My punishment for distracting myself was that when i took a few moments on the "most important thing" and i tried to steer it in a more expected direction, it looked like i was a major contributor when we met later in the day.
This is like when i would procrastinate in grade school, then rush the project, and get an A at the end. My therapist is encouraging me to see this as my way of being, and well YES it is. Abstractly, it is a optimization for pleasure and efficiency. I manage to leave just enough time to get the thing done; as long as the procrastination time is spent on something productive from some point of view maybe it's good. But from another point of view, it's cheating. Someday i hope to be able to be paid to play with native plants, but that's not what's going on now. And from yet another point of view, part of it is that the project that i had set to work on and was procrastinating on is being mis-led and i'm not entirely sure we're doing what is asked.
Listening to some of the folks dither on in the meeting ... i just dunno that anyone is taking it seriously.
Christine brought home Chinese food for dinner, but did not have time to eat any herself. It was delicious. Hmm, this recipe makes frying the tofu for General Tso's Tofu</a> sound like it's not a deep fryer sort of situation. Hmm.
Then we went off to a screening of Christine's sister's documentary in Chapel Hill. The theater is one of these schmancy better-than-your-living-room, QR code to order and have delivered to your seat sorts of places with assigned seats. Perplexing. Mistaking the orientation of the seating map, my sister and her kids thought she would be seated behind us on the back row, but was instead in the very front on the loungiest seats. During the Q&A i slipped in to sit with them.
Everyone gushes so afterwards, and i just want to curl up in a ball and hide. I think i am rather comfortable being with one or two people, whom perhaps i don't know that well, and being vulnerable. Or typing my vulnerability. But i think i know i would be too honest. Listening to Christine deftly answer folks' questions, i realize i would blurt out things that are not ready. She was asked about her brother, and she was honest that his discomfort with her continued. She did not give the concrete example of the very hurtful way he excluded her from all the scarf Yule gift to the other women of the sibling group, clearly communicating that he doesn't see her as a woman. And when the conversation went to the culture wars and how one feels, Christine could point our her privileged and the vulnerability of so many other transwomen -- instead of sharing how vulnerable it feels to know how easy it is to find our address if someone wants to act out their rhetoric towards her/us.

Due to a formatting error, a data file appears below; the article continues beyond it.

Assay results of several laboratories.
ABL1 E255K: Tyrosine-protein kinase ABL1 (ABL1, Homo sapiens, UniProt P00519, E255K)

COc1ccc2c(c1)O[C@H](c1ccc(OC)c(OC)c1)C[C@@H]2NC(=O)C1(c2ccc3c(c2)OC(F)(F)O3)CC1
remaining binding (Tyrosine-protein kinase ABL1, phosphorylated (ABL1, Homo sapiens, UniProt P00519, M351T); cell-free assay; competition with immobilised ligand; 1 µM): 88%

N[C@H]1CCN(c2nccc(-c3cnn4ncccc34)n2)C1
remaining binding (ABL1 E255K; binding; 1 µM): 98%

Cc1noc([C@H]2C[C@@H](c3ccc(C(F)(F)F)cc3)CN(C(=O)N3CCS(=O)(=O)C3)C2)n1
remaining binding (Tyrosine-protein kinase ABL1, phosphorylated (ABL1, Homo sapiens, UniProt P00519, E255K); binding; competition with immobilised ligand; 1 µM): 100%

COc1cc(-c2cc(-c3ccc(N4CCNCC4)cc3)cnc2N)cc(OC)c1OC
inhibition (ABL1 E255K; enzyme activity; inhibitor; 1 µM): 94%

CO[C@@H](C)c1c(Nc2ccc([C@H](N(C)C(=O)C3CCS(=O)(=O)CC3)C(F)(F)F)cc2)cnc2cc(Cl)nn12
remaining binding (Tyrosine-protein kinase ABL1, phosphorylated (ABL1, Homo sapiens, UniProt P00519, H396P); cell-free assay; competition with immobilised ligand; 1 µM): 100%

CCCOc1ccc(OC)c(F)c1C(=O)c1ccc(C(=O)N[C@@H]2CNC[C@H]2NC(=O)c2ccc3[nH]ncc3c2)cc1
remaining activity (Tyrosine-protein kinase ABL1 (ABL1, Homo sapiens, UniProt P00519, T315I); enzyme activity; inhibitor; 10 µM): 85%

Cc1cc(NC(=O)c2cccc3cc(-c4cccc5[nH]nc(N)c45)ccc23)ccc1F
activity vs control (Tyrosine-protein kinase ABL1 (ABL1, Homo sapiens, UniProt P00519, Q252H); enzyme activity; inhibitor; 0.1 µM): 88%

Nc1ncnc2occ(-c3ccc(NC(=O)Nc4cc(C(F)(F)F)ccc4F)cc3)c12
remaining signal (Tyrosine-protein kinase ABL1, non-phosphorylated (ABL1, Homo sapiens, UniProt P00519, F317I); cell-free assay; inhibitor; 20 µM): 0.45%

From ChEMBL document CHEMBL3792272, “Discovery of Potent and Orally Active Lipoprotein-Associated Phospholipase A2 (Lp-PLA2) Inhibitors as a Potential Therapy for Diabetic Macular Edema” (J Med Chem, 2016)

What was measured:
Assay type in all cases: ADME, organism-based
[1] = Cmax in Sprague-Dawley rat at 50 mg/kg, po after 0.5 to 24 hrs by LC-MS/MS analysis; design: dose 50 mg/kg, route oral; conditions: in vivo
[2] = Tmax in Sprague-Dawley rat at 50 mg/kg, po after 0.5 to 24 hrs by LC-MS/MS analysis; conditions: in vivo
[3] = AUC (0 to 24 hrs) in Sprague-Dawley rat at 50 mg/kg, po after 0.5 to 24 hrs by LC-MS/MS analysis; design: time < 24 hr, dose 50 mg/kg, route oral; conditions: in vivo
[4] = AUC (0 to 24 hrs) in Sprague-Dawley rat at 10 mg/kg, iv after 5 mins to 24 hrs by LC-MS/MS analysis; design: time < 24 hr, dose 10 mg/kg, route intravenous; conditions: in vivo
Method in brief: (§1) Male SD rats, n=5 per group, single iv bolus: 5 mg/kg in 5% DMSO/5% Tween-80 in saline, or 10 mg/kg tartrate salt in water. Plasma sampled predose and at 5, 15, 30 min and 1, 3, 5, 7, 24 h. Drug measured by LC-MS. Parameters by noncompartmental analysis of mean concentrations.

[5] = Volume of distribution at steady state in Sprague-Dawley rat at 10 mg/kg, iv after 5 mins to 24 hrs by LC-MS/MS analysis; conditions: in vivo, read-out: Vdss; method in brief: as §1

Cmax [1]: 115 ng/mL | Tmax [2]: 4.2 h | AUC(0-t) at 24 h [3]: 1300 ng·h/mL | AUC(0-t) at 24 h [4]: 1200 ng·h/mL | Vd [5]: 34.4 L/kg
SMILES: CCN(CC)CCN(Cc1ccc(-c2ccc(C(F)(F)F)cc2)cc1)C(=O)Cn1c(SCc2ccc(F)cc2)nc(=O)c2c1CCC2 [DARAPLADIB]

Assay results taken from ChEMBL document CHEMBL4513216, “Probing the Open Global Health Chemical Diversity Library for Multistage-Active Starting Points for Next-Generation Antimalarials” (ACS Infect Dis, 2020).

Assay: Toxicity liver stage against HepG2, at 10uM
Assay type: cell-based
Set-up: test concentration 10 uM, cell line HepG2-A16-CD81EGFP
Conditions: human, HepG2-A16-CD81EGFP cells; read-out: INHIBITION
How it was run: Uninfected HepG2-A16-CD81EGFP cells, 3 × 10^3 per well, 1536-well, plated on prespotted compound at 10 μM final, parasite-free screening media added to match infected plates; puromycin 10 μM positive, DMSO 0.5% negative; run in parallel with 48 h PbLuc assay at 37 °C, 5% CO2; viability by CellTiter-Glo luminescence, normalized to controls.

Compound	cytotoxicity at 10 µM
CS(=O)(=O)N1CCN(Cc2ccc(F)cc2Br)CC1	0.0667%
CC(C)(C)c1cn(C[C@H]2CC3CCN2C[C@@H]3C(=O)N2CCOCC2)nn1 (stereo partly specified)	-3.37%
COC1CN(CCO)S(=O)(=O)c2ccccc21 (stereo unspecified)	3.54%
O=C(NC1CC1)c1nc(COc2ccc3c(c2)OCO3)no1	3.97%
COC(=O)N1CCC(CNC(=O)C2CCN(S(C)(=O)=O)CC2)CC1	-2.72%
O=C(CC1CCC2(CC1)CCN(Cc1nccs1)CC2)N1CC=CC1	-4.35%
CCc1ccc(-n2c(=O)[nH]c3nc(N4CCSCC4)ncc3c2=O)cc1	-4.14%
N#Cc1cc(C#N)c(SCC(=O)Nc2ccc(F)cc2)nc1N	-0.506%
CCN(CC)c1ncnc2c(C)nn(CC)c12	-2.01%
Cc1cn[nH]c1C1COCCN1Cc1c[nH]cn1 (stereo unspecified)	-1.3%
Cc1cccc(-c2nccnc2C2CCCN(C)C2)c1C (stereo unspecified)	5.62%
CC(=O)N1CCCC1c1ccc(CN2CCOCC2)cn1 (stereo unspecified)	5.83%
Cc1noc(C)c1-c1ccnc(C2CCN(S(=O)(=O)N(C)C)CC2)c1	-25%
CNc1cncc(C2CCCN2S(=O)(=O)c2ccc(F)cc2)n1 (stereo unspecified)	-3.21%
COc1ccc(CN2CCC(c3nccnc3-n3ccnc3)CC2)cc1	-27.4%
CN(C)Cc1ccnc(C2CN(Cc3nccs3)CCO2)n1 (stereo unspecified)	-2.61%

I know we're not alone in our fear: a local potter commented about her fear of having her shop set on fire if the wrong people learned she was a married lesbian.
Apparently the film will stream on Amazon soon, and it's going to be on UNC TV's North Carolina channel on Feb 7 at 10 pm with repeats the next day. And apparently it will be streaming on the UNC PBS website? I'm fuzzy on that.
People are very sweet to me after, acknowledging my support for Christine. The story told doesn't share how she helped me become a person who could be authentic, who escaped the game playing of her family. Christine held up a mirror to me that gave me an undistorted (at least, less distorted) reflection of myself, correcting the extreme monster-princess view i was given growing up.